The graduation of advanced fertility treatment such as the upper levels of IVF happens from the beginnings of spontaneous efforts at conception or low-cost oral medication and insemination.
Many can be reassured that, though there are exceptions, many people undergoing IVF have great outcomes. A large recent study from New Jersey showed women with three chromosomally normal blastocysts had a 92% cumulative take-home baby rate, which is very encouraging.
What is the challenge of advanced fertility treatments?
The challenge is that there were women in the 8% who didn’t bring home a baby and also not all women get three normal blastocysts with IVF, as this usually requires approximately 25 eggs if under the age of 35.
Can you predict how successful a woman will be with IVF treatment?
A few variables go into this:
How do egg quality and quantity affect IVF?
If there are fewer eggs, there are fewer chances. Similarly, if over the age of 35, eggs are more likely to have mistakes in the DNA, so there are fewer good eggs among those available. This is the driving predictor of IVF outcomes (beyond lab-quality).
How do sperm quantity and quality affect IVF?
Though sperm are less often the source of lower embryo quality, one has to watch for advanced paternal age or severe male factor, such as when sperm need to be removed directly from the testicle. These can lead to lower embryo quality and interestingly these issues can be associated with single-gene disorders which, unless inherited and known, usually can’t be picked up with embryo biopsy (IVF-PGT-A).
Is IVF good for Recurrent Miscarriage?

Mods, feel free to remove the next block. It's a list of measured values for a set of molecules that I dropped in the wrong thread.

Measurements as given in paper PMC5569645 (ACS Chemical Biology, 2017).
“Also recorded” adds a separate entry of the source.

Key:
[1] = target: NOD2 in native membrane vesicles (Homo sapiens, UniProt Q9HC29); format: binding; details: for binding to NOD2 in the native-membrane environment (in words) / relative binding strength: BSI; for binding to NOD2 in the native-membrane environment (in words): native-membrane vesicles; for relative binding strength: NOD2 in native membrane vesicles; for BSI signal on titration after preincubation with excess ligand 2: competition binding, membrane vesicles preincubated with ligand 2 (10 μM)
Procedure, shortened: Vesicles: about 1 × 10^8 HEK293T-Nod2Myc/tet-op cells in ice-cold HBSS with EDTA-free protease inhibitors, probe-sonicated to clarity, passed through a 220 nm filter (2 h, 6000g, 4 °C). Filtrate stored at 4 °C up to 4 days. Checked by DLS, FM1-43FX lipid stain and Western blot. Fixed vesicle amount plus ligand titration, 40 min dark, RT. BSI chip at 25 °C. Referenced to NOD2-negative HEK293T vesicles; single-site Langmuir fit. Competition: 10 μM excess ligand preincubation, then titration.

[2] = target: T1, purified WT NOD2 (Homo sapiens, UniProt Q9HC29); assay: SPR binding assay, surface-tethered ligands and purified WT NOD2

Many factors can contribute to this, but often it relates to issues with egg or sperm quality. If a couple has “bad DNA” this doesn’t mean there are no good eggs or sperm, but it may be harder to find. When all other things are equal, a couple with recurrent miscarriages is more likely to have abnormal DNA for their embryos relative to other couples.
Does Heavy smoking or drinking affect IVF treatments?
Though some people get pregnant with circumstances related to heavy drinking, beyond creating opportunity, it doesn’t help. By some estimates, stopping smoking and reducing alcohol consumption to one drink a day (and not seven on Saturday averaged over the week) can improve pregnancy rates by 40% (i.e. if 10% per month with oral medication and insemination, up to 14%). We often see poorer quality embryos in couples with heavy smoking or drinking and see better embryos and more successful pregnancy chances when they stop.
Ultimately, all four of these often relate to DNA issues. There can be other contributors such as uterine factors (with chronically thin endometrium from previous surgeries, infection, or inflammation), but these are far less common than these four causes. Though not all fertility can be fully predicted, recognizing these core causes can give better estimates for a woman’s chances of successful conception and give more realistic expectations as to how they will do with treatment.
If you’re wondering about your fertility and what advanced fertility treatment is available to you, know that many couples don’t need IVF and lower cost, lower-tech solutions often work. For those that need advanced fertility treatments such as IVF, the most meaningful factors can be identified and people can get realistic expectations for their chances with treatment. It is a humbling field, where one can see people with the best chances not conceive and people with very poor chances be successful. Though we can never fully control the cards that are dealt, we can do a lot to stack the deck in your favor. Please let us know if we can help you have a full house!
You can find us on YouTube, Facebook, and Instagram. We also have a fertility support group that meets twice monthly. Feel free to join in that as well. Whatever you do, don’t go down the lonely road of fertility all by yourself.
Call us at 833-767-7837 and let’s help you have the child of your dreams!
J. Preston Parry, MD, MPH